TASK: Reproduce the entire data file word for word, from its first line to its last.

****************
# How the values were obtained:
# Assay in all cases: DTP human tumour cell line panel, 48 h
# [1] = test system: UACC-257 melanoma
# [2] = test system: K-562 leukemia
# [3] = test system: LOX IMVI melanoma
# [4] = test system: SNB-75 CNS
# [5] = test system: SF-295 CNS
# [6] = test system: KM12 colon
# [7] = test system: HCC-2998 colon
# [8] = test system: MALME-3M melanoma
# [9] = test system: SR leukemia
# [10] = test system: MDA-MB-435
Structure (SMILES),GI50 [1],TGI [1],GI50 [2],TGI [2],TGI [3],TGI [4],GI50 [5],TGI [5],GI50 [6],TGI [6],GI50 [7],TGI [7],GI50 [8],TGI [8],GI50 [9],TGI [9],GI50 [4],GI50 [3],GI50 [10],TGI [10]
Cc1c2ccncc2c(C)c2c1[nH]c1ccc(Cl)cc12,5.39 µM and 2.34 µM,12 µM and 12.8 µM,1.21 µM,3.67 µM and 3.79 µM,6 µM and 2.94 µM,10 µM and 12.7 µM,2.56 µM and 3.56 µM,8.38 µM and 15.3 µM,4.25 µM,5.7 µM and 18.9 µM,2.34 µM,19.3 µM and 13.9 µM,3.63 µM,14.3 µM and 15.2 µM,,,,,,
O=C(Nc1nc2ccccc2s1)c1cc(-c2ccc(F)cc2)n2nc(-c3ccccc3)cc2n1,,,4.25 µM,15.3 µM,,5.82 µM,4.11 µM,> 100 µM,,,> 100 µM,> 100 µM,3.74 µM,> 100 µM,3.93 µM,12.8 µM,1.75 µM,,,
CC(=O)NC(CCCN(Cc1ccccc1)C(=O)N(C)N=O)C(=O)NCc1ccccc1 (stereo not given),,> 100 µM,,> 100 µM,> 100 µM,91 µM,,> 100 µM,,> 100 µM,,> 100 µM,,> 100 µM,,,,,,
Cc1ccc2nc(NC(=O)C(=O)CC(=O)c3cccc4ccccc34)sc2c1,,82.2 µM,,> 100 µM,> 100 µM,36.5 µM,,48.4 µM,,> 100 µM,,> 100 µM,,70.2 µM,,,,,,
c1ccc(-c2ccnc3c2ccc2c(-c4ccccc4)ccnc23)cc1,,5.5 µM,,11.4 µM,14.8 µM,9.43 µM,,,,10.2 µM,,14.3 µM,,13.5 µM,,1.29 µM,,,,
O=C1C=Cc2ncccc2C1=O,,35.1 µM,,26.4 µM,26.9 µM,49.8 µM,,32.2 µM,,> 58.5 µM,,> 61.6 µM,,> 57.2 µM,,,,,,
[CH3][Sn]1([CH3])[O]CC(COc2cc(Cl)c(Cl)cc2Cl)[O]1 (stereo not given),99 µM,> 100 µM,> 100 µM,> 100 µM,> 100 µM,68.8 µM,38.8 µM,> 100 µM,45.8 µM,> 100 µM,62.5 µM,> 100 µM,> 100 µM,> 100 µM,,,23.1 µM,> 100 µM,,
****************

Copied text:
# How the values were obtained:
# Assay in all cases: DTP human tumour cell line panel, 48 h
# [1] = test system: UACC-257 melanoma
# [2] = test system: K-562 leukemia
# [3] = test system: LOX IMVI melanoma
# [4] = test system: SNB-75 CNS
# [5] = test system: SF-295 CNS
# [6] = test system: KM12 colon
# [7] = test system: HCC-2998 colon
# [8] = test system: MALME-3M melanoma
# [9] = test system: SR leukemia
# [10] = test system: MDA-MB-435
Structure (SMILES),GI50 [1],TGI [1],GI50 [2],TGI [2],TGI [3],TGI [4],GI50 [5],TGI [5],GI50 [6],TGI [6],GI50 [7],TGI [7],GI50 [8],TGI [8],GI50 [9],TGI [9],GI50 [4],GI50 [3],GI50 [10],TGI [10]
Cc1c2ccncc2c(C)c2c1[nH]c1ccc(Cl)cc12,5.39 µM and 2.34 µM,12 µM and 12.8 µM,1.21 µM,3.67 µM and 3.79 µM,6 µM and 2.94 µM,10 µM and 12.7 µM,2.56 µM and 3.56 µM,8.38 µM and 15.3 µM,4.25 µM,5.7 µM and 18.9 µM,2.34 µM,19.3 µM and 13.9 µM,3.63 µM,14.3 µM and 15.2 µM,,,,,,
O=C(Nc1nc2ccccc2s1)c1cc(-c2ccc(F)cc2)n2nc(-c3ccccc3)cc2n1,,,4.25 µM,15.3 µM,,5.82 µM,4.11 µM,> 100 µM,,,> 100 µM,> 100 µM,3.74 µM,> 100 µM,3.93 µM,12.8 µM,1.75 µM,,,
CC(=O)NC(CCCN(Cc1ccccc1)C(=O)N(C)N=O)C(=O)NCc1ccccc1 (stereo not given),,> 100 µM,,> 100 µM,> 100 µM,91 µM,,> 100 µM,,> 100 µM,,> 100 µM,,> 100 µM,,,,,,
Cc1ccc2nc(NC(=O)C(=O)CC(=O)c3cccc4ccccc34)sc2c1,,82.2 µM,,> 100 µM,> 100 µM,36.5 µM,,48.4 µM,,> 100 µM,,> 100 µM,,70.2 µM,,,,,,
c1ccc(-c2ccnc3c2ccc2c(-c4ccccc4)ccnc23)cc1,,5.5 µM,,11.4 µM,14.8 µM,9.43 µM,,,,10.2 µM,,14.3 µM,,13.5 µM,,1.29 µM,,,,
O=C1C=Cc2ncccc2C1=O,,35.1 µM,,26.4 µM,26.9 µM,49.8 µM,,32.2 µM,,> 58.5 µM,,> 61.6 µM,,> 57.2 µM,,,,,,
[CH3][Sn]1([CH3])[O]CC(COc2cc(Cl)c(Cl)cc2Cl)[O]1 (stereo not given),99 µM,> 100 µM,> 100 µM,> 100 µM,> 100 µM,68.8 µM,38.8 µM,> 100 µM,45.8 µM,> 100 µM,62.5 µM,> 100 µM,> 100 µM,> 100 µM,,,23.1 µM,> 100 µM,,